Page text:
Prejudice against Jews existed before the conflict in Gaza escalated and has increased since, Trudeau said
Anti-Semitism in Canada has increased following the escalation of the Gaza conflict, the country’s prime minister, Justin Trudeau, said on Tuesday. He noted that there had been a “steady rise” in prejudice against Jews before the current hostilities between Israel and the Palestinian militant group Hamas.
Addressing a conference in Ottawa on combating anti-Semitism, Trudeau said that “since this conflict broke out, there has been a very frightening rise in anti-Semitism here at home.”
According to the prime minister, Canada had already seen a rise in anti-Semitism before the situation in the Palestinian enclave deteriorated. He cited reports of a possible hate crime at a Jewish high school in Toronto last week, shared that he had heard “stories of people wondering if they shouldn’t wear their Star of David necklaces in public,” relayed concerns expressed by synagogue-goers, and noted the “hateful rhetoric” online. On October 12, three men were arrested for making threats at the Community Hebrew Academy, Toronto police reported.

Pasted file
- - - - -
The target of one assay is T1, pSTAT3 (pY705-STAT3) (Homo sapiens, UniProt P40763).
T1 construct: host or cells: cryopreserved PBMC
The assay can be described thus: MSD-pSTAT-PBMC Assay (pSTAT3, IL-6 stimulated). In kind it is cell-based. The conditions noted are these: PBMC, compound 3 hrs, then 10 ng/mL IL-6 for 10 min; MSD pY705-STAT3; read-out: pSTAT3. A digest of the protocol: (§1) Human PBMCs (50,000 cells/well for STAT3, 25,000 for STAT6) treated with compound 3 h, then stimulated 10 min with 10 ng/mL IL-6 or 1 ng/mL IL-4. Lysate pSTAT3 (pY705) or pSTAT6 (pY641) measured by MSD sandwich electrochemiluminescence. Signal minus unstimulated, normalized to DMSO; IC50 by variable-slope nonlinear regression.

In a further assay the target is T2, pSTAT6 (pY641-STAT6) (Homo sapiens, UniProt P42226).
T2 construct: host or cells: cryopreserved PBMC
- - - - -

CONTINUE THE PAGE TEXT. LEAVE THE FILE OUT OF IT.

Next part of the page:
On October 7, Hamas fired hundreds of rockets at Israel and sent commandos into nearby Jewish villages. The Israel Defense Forces responded by dropping bombs on Gaza and cutting off water and electricity supplies.
The death toll in the Palestinian enclave has risen to 3,478, according to the Gaza Health Ministry. In Israel, more than 1,400 people have been killed in the conflict.
Commenting on the situation in Gaza, Trudeau emphasized that “Canada will always be a friend of Israel.” Recently, however, Canadian PM had to apologize for an episode that caused outrage among the Jewish community.
In September, the Canadian Parliament gave a standing ovation to 98-year-old Ukrainian Nazi veteran Yaroslav Hunka during a visit by Ukrainian President Vladimir Zelensky. The honoring of the World War II Nazi collaborator sparked an international outcry and condemnation from Russia, Poland, and Jewish organizations.
Anthony Ross, the leader of the Canadian House of Commons, resigned after taking responsibility for inviting the Nazi. Trudeau officially apologized for inviting Hunka, calling it “a horrendous violation of the memory of the millions of people who died in the Holocaust.”
October 19, 2023 at 04:31PM